The Sahel is home to a number of marginalized borderlands—such as Libya’s southern border region—characterized by the movement and activities of various armed groups, the absence of strong state institutions, and the prevalence of disparaged communities. Potentially, the combination of these factors makes the subregion more exposed to risk and individuals raised in such borderlands can be especially vulnerable to recruitment by violent extremist groups.
The roles of women in arms offences have been looked at from many perspectives, including violent extremism prevention, women offenders, political activism, or transnational crime in relation to drug trafficking and human trafficking. However, the roles of women in arms trafficking have rarely been considered through a small arms lens. Our report Missing or Unseen?
The roles of women in arms trafficking have been addressed in broader studies focusing on issues like violent extremism prevention, women offenders, political activism, and transnational crime in relation to drug trafficking and human trafficking. However, there has been little research on this subject from a specific small arms control perspective.
'Despite an unprecedented global campaign to curtail the illicit proliferation of man-portable air defence systems (MANPADS), armed groups continue to acquire and use these weapons at an alarming rate. The Small Arms Survey has identified reports of illicit MANPADS in 32 countries and territories on five continents since 2011. These reports include imagery of dozens of advanced (third and fourth generation) systems acquired by non-state actors ranging from pro-Russian separatists in Ukraine to ethnic armed groups in Myanmar.
Ammunition diverted from legal to illicit markets is a central concern in small arms control, but its impact is understudied. A new Briefing Paper from the Small Arms Survey and the UN Office for Disarmament Affairs explores how authorities can go about better monitoring the role it plays in violent crime.
'The conflict in Ukraine is raising concerns about arms proliferation risks in the country and broader region, present and future. Our previous research on Ukraine provides insight into how these dynamics played out following the 2014–15 conflict in eastern Ukraine...'
This report documents the findings of the first ever national assessment of small arms prevalence and impacts in Nigeria. The National Small Arms and Light Weapons Survey (NSALWS), implemented in 2016 by Nigeria’s Presidential Committee on Small Arms and Light Weapons (PRESCOM), was conducted to better understand the prevalence, proliferation, perception, use and impacts of small arms in Nigeria. The Small Arms Survey supported PRESCOM on survey methodology and analysis, and with the provision of training on survey methods specific to small arms.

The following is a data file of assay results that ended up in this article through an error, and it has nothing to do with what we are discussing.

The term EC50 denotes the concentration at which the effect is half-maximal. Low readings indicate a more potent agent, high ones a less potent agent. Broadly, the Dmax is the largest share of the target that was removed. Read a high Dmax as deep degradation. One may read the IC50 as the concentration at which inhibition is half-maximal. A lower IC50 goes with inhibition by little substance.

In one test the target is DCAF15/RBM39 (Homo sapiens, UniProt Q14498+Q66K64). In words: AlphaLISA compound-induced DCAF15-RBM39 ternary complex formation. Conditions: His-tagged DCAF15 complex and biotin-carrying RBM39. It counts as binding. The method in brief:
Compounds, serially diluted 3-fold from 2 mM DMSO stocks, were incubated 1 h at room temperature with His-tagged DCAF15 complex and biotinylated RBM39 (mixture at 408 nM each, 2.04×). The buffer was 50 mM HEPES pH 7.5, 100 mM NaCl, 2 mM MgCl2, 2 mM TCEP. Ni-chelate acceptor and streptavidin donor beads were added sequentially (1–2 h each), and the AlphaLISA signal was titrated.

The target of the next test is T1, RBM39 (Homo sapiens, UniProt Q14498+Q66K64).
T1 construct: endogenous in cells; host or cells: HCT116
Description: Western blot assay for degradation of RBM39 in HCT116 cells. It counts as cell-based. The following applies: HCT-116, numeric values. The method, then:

'Eolika, a Guyana-flagged cargo vessel, had already been detained in the port of Senegalese capital, Dakar due to 'inconsistent' declarations. Authorities in the West African nation then searched the ship, seizing three containers of Italian manufactured ammunition worth an estimated US$5 million. According to initial accounts, port authorities in La Spezia authorised the shipment, which was reportedly headed to the Dominican Republic.
'Agence France Presse estimates that in Burkina Faso alone, improvised explosive devices (IEDs) have killed nearly 300 civilians and soldiers since 2018. The Small Arms Survey documents the trafficking of IED components in the Sahel and West Africa, having undertaken fieldwork in Burkina Faso, Côte d'Ivoire, Ghana, Guinea, Mali, and Niger, to date. By considering the regional dimensions of the trafficking in question, the aim is to be able to establish an evidence base for developing a regional response...'
The increasingly sophisticated arsenals of guided light weapons held by non-state actors pose an international security threat. These include man-portable air defence systems (MANPADS) and anti-tank guided weapons (ATGWs)—systems operable by a single user or a small crew, where the weapons’ missiles are either manually targeted or self-guided after launch. Such systems have been used by armed groups to attack commercial airlines, military aircraft, and governmental targets, as well as to degrade military and peacekeeping operations.